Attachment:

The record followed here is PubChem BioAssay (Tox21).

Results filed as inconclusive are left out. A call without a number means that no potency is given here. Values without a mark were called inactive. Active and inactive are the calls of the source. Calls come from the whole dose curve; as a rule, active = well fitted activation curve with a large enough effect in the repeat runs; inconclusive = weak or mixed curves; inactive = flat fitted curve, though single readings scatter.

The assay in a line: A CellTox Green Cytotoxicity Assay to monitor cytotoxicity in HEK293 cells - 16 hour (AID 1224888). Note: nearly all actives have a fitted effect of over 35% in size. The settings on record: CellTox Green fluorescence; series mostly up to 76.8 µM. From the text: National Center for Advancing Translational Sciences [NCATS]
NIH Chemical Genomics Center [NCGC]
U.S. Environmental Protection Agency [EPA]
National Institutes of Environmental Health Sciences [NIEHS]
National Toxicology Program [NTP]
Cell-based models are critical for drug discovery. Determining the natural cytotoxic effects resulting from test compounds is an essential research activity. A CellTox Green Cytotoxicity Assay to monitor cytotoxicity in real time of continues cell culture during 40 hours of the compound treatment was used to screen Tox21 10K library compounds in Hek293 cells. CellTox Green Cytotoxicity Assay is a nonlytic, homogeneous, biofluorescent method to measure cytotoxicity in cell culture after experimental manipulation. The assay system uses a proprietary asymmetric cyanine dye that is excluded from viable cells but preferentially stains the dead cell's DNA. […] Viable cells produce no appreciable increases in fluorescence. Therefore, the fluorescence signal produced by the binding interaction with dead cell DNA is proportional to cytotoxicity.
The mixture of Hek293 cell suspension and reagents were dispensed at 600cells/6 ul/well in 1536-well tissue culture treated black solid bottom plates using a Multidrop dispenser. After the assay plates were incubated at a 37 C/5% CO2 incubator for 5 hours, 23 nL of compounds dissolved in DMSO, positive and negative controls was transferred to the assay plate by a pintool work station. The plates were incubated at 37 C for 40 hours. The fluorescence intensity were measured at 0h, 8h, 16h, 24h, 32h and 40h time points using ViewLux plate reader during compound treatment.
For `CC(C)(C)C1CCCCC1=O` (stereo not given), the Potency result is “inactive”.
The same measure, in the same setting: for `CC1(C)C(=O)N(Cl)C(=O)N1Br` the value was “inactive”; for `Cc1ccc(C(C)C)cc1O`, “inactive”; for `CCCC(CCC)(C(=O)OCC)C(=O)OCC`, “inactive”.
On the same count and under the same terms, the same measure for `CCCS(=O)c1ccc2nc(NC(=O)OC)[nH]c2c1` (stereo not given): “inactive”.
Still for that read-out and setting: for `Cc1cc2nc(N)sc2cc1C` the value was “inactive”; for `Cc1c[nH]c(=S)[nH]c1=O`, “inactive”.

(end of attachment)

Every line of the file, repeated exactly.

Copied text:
The record followed here is PubChem BioAssay (Tox21).

Results filed as inconclusive are left out. A call without a number means that no potency is given here. Values without a mark were called inactive. Active and inactive are the calls of the source. Calls come from the whole dose curve; as a rule, active = well fitted activation curve with a large enough effect in the repeat runs; inconclusive = weak or mixed curves; inactive = flat fitted curve, though single readings scatter.

The assay in a line: A CellTox Green Cytotoxicity Assay to monitor cytotoxicity in HEK293 cells - 16 hour (AID 1224888). Note: nearly all actives have a fitted effect of over 35% in size. The settings on record: CellTox Green fluorescence; series mostly up to 76.8 µM. From the text: National Center for Advancing Translational Sciences [NCATS]
NIH Chemical Genomics Center [NCGC]
U.S. Environmental Protection Agency [EPA]
National Institutes of Environmental Health Sciences [NIEHS]
National Toxicology Program [NTP]
Cell-based models are critical for drug discovery. Determining the natural cytotoxic effects resulting from test compounds is an essential research activity. A CellTox Green Cytotoxicity Assay to monitor cytotoxicity in real time of continues cell culture during 40 hours of the compound treatment was used to screen Tox21 10K library compounds in Hek293 cells. CellTox Green Cytotoxicity Assay is a nonlytic, homogeneous, biofluorescent method to measure cytotoxicity in cell culture after experimental manipulation. The assay system uses a proprietary asymmetric cyanine dye that is excluded from viable cells but preferentially stains the dead cell's DNA. […] Viable cells produce no appreciable increases in fluorescence. Therefore, the fluorescence signal produced by the binding interaction with dead cell DNA is proportional to cytotoxicity.
The mixture of Hek293 cell suspension and reagents were dispensed at 600cells/6 ul/well in 1536-well tissue culture treated black solid bottom plates using a Multidrop dispenser. After the assay plates were incubated at a 37 C/5% CO2 incubator for 5 hours, 23 nL of compounds dissolved in DMSO, positive and negative controls was transferred to the assay plate by a pintool work station. The plates were incubated at 37 C for 40 hours. The fluorescence intensity were measured at 0h, 8h, 16h, 24h, 32h and 40h time points using ViewLux plate reader during compound treatment.
For `CC(C)(C)C1CCCCC1=O` (stereo not given), the Potency result is “inactive”.
The same measure, in the same setting: for `CC1(C)C(=O)N(Cl)C(=O)N1Br` the value was “inactive”; for `Cc1ccc(C(C)C)cc1O`, “inactive”; for `CCCC(CCC)(C(=O)OCC)C(=O)OCC`, “inactive”.
On the same count and under the same terms, the same measure for `CCCS(=O)c1ccc2nc(NC(=O)OC)[nH]c2c1` (stereo not given): “inactive”.
Still for that read-out and setting: for `Cc1cc2nc(N)sc2cc1C` the value was “inactive”; for `Cc1c[nH]c(=S)[nH]c1=O`, “inactive”.